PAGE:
Lt. Gen. Chris Nowland, the deputy chief of staff for operations, speaks Wednesday at? a House Armed Services Readiness Subcommittee hearing. Screenshot photo.
The Air Force knows it can’t match financial incentives offered by the commercial airlines, so it’s planning to address the pilot shortfall by building up production on the front end of training.
The service is currently short about 2,000 pilots—1,300 of them in the fighter ranks. With both the current Fiscal 2019 budget request and other steps already underway to build up the training infrastructure, the Air Force wants to expand its production to 1,400 undergraduate pilots per year, keep that level steady, and “grow out of this problem,” Lt. Gen. Chris Nowland, the deputy chief of staff for operations, told the House Armed Services Readiness Subcommittee on Wednesday. In 2016, the service graduated 1,108 pilots.
“In the end, growing pilots for America and for the United States Air Force is in our best interest, and that’s what we intend to do,” Nowland said.
Air Force leadership is finalizing a list of about 60 initiatives it plans to use to address the pilot shortfall and quality of life issues, which includes ideas such as monetary bonuses along with large-scale training adjustments to pick away at the problem, Nowland said. When the initiatives are finalized and ready, the Air Force will go back to Congress to seek some help.
Some changes are already taking shape to improve pilot training at the undergraduate level as well as throughout a pilot’s career. For example, the Air Force is building up the contracted adversary air presence at Nellis AFB, Nev. With contractors flying as the bad guys, pilots at Nellis can use their “precious” cockpit training time on focusing on their own jobs, Nowland said.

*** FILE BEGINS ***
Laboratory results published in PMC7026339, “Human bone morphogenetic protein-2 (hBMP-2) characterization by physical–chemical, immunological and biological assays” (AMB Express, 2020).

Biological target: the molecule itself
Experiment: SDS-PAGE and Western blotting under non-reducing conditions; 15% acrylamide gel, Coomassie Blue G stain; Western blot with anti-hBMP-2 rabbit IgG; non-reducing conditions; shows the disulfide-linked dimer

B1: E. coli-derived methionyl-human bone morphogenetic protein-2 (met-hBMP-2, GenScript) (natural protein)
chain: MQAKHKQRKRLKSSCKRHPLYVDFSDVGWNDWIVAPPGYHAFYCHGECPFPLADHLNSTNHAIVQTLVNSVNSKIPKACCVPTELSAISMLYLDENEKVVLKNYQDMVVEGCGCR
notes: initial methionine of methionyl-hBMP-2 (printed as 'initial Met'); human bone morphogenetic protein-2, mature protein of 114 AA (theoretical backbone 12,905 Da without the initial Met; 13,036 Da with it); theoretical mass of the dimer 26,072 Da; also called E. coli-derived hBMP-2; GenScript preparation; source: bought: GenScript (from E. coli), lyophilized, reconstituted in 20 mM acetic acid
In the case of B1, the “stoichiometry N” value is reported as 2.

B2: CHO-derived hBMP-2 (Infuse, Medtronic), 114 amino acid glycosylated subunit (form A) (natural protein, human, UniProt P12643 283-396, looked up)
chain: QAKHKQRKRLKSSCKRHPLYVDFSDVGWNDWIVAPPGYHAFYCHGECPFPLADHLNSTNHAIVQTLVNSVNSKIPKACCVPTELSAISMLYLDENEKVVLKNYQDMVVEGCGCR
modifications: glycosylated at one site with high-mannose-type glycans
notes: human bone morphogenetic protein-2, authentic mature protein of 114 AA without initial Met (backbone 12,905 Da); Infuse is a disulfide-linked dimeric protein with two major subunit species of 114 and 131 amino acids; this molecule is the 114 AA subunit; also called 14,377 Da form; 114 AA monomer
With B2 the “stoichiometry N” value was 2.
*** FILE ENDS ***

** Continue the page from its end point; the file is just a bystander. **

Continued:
The Air Force also is facing a shortfall of pilots who work in staff positions, because it has to move those airmen back into cockpits rather than having them sitting at desks, Nowland said. Recently, the service tried to address this problem by asking recently retired pilots to return to service and help out in the office jobs.
The bonus offers are largely going to focus on the most critical positions—the instructors and evaluators needed to build the newer generation of pilots, Nowland said. But the service can’t always compete with what private industry can offer an experienced pilot.
“We cannot, ultimately, control what the airlines are going to do and how much money they’re going to [offer], but we’re going to work on that production to try to increase the maximum production we can get to, while simultaneously improving their quality of life,” he said.